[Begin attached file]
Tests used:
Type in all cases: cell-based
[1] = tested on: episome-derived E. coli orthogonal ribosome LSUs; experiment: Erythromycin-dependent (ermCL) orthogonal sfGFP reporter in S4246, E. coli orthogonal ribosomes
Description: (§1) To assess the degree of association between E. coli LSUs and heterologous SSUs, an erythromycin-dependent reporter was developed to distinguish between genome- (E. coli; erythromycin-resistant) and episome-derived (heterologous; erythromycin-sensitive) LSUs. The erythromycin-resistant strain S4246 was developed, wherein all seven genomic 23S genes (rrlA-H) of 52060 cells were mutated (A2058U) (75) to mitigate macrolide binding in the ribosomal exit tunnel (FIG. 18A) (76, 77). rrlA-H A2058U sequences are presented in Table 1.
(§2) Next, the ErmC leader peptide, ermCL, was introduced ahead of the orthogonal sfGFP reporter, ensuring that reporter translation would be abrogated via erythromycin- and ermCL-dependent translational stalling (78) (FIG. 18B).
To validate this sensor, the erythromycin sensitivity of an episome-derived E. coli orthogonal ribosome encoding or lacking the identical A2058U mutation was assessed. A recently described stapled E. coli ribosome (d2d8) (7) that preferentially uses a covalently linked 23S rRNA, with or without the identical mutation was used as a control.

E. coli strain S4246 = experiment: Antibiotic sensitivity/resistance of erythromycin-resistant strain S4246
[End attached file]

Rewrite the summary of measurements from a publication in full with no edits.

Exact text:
Tests used:
Type in all cases: cell-based
[1] = tested on: episome-derived E. coli orthogonal ribosome LSUs; experiment: Erythromycin-dependent (ermCL) orthogonal sfGFP reporter in S4246, E. coli orthogonal ribosomes
Description: (§1) To assess the degree of association between E. coli LSUs and heterologous SSUs, an erythromycin-dependent reporter was developed to distinguish between genome- (E. coli; erythromycin-resistant) and episome-derived (heterologous; erythromycin-sensitive) LSUs. The erythromycin-resistant strain S4246 was developed, wherein all seven genomic 23S genes (rrlA-H) of 52060 cells were mutated (A2058U) (75) to mitigate macrolide binding in the ribosomal exit tunnel (FIG. 18A) (76, 77). rrlA-H A2058U sequences are presented in Table 1.
(§2) Next, the ErmC leader peptide, ermCL, was introduced ahead of the orthogonal sfGFP reporter, ensuring that reporter translation would be abrogated via erythromycin- and ermCL-dependent translational stalling (78) (FIG. 18B).
To validate this sensor, the erythromycin sensitivity of an episome-derived E. coli orthogonal ribosome encoding or lacking the identical A2058U mutation was assessed. A recently described stapled E. coli ribosome (d2d8) (7) that preferentially uses a covalently linked 23S rRNA, with or without the identical mutation was used as a control.

E. coli strain S4246 = experiment: Antibiotic sensitivity/resistance of erythromycin-resistant strain S4246